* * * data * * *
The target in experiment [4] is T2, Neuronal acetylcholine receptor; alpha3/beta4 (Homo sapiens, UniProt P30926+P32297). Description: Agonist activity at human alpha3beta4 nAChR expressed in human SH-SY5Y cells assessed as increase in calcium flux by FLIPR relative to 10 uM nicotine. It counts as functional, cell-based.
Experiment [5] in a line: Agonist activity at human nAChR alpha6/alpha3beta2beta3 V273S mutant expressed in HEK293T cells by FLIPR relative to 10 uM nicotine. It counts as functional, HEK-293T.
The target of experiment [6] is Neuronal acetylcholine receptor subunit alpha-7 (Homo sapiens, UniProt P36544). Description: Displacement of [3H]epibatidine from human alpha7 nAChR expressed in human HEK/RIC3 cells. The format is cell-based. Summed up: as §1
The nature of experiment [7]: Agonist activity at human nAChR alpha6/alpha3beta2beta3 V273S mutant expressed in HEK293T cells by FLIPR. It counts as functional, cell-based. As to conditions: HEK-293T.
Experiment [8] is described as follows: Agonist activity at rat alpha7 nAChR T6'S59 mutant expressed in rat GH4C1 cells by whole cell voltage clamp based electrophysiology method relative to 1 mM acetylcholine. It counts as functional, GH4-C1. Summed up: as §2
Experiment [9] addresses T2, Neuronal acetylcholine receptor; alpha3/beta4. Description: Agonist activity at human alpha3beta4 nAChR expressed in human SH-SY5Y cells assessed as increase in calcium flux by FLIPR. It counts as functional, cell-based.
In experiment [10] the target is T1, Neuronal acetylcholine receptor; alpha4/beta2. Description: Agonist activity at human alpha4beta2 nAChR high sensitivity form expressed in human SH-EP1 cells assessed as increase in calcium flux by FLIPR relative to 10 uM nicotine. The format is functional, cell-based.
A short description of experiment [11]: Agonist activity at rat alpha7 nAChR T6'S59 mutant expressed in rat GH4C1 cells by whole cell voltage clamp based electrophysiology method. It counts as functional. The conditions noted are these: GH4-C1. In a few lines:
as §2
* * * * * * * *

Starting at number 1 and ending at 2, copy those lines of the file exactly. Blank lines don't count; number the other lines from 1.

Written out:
The target in experiment [4] is T2, Neuronal acetylcholine receptor; alpha3/beta4 (Homo sapiens, UniProt P30926+P32297). Description: Agonist activity at human alpha3beta4 nAChR expressed in human SH-SY5Y cells assessed as increase in calcium flux by FLIPR relative to 10 uM nicotine. It counts as functional, cell-based.
Experiment [5] in a line: Agonist activity at human nAChR alpha6/alpha3beta2beta3 V273S mutant expressed in HEK293T cells by FLIPR relative to 10 uM nicotine. It counts as functional, HEK-293T.